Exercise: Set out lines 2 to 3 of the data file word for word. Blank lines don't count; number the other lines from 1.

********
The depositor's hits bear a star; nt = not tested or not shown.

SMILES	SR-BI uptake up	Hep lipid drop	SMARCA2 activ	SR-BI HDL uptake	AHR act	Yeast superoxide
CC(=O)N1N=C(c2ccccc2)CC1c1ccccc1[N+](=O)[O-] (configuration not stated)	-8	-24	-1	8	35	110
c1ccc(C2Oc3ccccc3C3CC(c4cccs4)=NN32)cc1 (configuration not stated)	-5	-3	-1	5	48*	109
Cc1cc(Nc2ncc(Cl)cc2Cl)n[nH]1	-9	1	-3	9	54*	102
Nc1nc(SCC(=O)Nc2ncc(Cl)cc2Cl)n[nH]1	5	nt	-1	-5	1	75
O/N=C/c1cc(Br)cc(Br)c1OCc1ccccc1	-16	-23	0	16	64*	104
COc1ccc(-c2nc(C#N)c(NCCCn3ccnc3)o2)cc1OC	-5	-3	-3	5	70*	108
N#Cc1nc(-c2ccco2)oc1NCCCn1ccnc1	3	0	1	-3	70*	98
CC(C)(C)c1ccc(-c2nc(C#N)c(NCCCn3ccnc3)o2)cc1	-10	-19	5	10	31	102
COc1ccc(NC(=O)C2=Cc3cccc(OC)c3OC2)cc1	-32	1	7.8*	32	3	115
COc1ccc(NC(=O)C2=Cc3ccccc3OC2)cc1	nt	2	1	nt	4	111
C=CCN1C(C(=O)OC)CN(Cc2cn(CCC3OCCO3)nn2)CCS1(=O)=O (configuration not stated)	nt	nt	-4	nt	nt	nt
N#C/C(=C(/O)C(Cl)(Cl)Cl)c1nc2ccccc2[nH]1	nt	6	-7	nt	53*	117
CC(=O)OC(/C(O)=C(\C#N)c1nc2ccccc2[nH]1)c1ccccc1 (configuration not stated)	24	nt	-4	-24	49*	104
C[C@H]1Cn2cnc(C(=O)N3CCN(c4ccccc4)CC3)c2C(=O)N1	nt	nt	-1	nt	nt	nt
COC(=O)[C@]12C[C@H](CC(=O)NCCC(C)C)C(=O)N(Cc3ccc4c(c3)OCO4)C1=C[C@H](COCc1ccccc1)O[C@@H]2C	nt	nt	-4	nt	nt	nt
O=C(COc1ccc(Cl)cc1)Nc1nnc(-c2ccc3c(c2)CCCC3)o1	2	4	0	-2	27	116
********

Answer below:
SMILES	SR-BI uptake up	Hep lipid drop	SMARCA2 activ	SR-BI HDL uptake	AHR act	Yeast superoxide
CC(=O)N1N=C(c2ccccc2)CC1c1ccccc1[N+](=O)[O-] (configuration not stated)	-8	-24	-1	8	35	110